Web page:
Reguera also is in talks with MBI, the bio-based technology "de-risking" enterprise operated by the MSU Foundation, to develop industrial-sized units that could handle the capacities of a full-scale biodiesel plant. The next step will be field tests with a Michigan-based biodiesel manufacturer.


Story Source:

The above story is based on materials provided by Michigan State University. Note: Materials may be edited for content and length.


Cite This Page:

Michigan State University. "New, fossil-fuel-free process makes biodiesel sustainable." ScienceDaily. ScienceDaily, 21 May 2014. <www.sciencedaily.com/releases/2014/05/140521133814.htm>.
Michigan State University. (2014, May 21). New, fossil-fuel-free process makes biodiesel sustainable. ScienceDaily. Retrieved November 22, 2014 from www.sciencedaily.com/releases/2014/05/140521133814.htm
Michigan State University. "New, fossil-fuel-free process makes biodiesel sustainable." ScienceDaily. www.sciencedaily.com/releases/2014/05/140521133814.htm (accessed November 22, 2014).

Share This


More From ScienceDaily



More Earth & Climate News

Saturday, November 22, 2014

Featured Research

from universities, journals, and other organizations


Featured Videos

from AP, Reuters, AFP, and other news services

Raw: Buffalo Residents Digging Out, Helping out

Raw: Buffalo Residents Digging Out, Helping out

AP (Nov. 22, 2014) Hundreds of volunteers joined a 'shovel brigade' in Buffalo, New York on Saturday, as the city was living up to its nickname, "The City of Good Neighbors." Video provided by AP
Powered by NewsLook.com
Toyota's Hydrogen Fuel-Cell Green Car Soon Available in the US

Toyota's Hydrogen Fuel-Cell Green Car Soon Available in the US

AFP (Nov. 21, 2014) Toyota presented its hydrogen fuel-cell compact car called "Mirai" to US consumers at the Los Angeles auto show. The car should go on sale in 2015 for around $60.000. It combines stored hydrogen with oxygen to generate its own power. Duration: 01:18 Video provided by AFP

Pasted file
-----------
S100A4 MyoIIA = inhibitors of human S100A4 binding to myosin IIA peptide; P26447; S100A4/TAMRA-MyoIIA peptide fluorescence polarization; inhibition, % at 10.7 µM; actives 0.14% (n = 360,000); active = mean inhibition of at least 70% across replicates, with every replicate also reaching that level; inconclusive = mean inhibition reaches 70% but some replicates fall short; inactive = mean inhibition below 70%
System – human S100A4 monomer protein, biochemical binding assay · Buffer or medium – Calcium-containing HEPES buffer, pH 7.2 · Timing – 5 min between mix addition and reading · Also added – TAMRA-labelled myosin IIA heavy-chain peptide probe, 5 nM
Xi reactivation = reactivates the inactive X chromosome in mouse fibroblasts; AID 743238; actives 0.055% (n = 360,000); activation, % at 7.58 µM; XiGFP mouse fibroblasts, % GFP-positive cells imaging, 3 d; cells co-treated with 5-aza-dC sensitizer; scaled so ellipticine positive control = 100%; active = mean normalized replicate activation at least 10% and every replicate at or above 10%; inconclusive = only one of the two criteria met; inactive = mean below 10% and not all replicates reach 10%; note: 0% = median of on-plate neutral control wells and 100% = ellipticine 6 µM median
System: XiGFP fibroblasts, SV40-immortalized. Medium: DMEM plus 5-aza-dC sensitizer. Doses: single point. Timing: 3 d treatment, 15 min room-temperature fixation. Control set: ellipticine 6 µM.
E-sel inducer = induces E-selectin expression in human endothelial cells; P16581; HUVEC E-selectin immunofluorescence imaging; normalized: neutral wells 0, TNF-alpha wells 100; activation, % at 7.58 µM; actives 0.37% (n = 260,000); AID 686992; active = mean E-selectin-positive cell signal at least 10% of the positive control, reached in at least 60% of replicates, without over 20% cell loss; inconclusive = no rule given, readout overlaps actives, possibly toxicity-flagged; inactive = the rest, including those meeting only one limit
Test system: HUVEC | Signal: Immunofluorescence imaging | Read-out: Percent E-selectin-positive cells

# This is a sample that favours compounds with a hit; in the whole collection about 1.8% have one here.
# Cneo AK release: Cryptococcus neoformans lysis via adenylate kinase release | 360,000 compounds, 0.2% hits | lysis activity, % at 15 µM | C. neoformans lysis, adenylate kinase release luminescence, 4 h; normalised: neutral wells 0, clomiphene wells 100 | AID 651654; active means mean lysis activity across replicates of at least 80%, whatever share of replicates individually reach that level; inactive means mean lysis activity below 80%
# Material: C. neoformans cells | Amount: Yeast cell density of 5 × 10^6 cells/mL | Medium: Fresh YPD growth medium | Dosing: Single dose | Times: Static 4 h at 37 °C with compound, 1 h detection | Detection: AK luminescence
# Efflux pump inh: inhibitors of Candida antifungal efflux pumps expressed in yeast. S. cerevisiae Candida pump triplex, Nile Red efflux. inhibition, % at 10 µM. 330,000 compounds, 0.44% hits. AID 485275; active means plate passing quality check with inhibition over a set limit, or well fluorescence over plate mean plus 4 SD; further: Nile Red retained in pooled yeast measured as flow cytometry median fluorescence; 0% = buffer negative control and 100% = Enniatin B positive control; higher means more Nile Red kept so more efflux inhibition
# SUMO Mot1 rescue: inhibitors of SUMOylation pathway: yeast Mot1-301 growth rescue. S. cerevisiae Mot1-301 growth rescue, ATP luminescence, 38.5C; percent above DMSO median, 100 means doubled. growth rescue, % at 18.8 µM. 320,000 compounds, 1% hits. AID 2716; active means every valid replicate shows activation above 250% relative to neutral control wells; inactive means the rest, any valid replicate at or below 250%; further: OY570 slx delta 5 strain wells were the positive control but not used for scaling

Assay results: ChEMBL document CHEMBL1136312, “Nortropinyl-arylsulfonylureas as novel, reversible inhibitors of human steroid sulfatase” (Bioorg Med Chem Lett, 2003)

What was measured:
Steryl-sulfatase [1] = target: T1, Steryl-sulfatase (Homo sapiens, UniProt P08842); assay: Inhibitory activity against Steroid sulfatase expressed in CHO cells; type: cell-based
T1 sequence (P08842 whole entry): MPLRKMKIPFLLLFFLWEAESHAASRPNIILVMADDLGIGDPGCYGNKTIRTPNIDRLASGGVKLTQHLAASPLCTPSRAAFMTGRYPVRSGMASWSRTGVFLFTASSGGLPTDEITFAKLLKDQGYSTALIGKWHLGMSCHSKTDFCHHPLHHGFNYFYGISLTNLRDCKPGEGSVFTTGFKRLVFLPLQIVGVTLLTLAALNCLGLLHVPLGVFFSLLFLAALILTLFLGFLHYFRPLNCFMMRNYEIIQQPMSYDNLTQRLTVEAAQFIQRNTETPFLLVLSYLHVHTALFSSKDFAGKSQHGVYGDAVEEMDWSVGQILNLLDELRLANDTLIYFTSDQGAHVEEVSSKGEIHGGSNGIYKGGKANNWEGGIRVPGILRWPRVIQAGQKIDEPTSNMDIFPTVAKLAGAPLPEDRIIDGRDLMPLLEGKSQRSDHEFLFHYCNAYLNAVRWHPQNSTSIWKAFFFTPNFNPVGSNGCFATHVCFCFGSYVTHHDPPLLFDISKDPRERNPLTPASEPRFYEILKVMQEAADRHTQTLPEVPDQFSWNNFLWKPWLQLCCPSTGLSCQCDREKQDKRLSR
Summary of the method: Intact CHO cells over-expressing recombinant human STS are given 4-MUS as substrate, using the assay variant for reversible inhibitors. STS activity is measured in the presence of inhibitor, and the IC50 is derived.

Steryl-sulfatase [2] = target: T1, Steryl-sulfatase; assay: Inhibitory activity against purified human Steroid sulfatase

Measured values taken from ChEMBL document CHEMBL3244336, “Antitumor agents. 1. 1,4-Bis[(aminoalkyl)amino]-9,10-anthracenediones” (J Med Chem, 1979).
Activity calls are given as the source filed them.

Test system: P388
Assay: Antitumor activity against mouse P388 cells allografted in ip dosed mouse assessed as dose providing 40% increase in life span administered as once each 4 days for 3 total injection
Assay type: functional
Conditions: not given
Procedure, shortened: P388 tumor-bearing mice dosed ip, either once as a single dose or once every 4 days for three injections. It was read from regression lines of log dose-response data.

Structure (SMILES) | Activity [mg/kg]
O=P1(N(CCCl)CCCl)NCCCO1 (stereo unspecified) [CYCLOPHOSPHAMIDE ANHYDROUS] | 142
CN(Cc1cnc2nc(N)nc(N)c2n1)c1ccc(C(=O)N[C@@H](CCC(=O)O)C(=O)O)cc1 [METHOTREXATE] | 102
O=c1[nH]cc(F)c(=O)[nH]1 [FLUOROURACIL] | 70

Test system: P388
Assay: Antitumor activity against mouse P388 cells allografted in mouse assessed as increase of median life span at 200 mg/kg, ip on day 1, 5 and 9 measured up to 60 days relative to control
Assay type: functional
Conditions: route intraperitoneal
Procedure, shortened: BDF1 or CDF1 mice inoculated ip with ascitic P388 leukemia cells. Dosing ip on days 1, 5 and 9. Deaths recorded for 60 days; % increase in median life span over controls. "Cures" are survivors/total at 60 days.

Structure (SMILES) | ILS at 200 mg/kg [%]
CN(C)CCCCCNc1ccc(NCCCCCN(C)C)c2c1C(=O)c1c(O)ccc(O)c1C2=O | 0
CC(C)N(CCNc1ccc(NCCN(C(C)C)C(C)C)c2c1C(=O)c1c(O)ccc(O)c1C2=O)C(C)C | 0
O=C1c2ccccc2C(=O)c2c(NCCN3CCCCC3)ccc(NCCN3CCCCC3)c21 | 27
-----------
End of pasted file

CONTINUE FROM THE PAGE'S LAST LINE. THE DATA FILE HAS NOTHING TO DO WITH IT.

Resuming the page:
Powered by NewsLook.com
Google Announces Improvements To Balloon-Borne Wi-Fi Project

Google Announces Improvements To Balloon-Borne Wi-Fi Project

Newsy (Nov. 21, 2014) In a blog post, Google said its balloons have traveled 3 million kilometers since the start of Project Loon. Video provided by Newsy
Powered by NewsLook.com
5 Hot Months, 1 Warm Year And All The Arguments To Follow

5 Hot Months, 1 Warm Year And All The Arguments To Follow

Newsy (Nov. 21, 2014) The NOAA released statistics Thursday showing October was the fifth month this year with record temps and 2014 will likely be the hottest on record. Video provided by Newsy
Powered by NewsLook.com

Search ScienceDaily

Number of stories in archives: 140,361

Find with keyword(s):
Enter a keyword or phrase to search ScienceDaily for related topics and research stories.

Save/Print:
Share:

Breaking News:

Strange & Offbeat Stories


Plants & Animals

Earth & Climate

Fossils & Ruins

In Other News

... from NewsDaily.com

Science News

Health News

Environment News

Technology News



Save/Print:
Share:

Free Subscriptions


Get the latest science news with ScienceDaily's free email newsletters, updated daily and weekly. Or view hourly updated newsfeeds in your RSS reader:

Get Social & Mobile


Keep up to date with the latest news from ScienceDaily via social networks and mobile apps:

Have Feedback?


Tell us what you think of ScienceDaily -- we welcome both positive and negative comments. Have any problems using the site? Questions?
Mobile: iPhone Android Web
Follow: Facebook Twitter Google+
Subscribe: RSS Feeds Email Newsletters
Latest Headlines Health & Medicine Mind & Brain Space & Time Matter & Energy Computers & Math Plants & Animals Earth & Climate Fossils & Ruins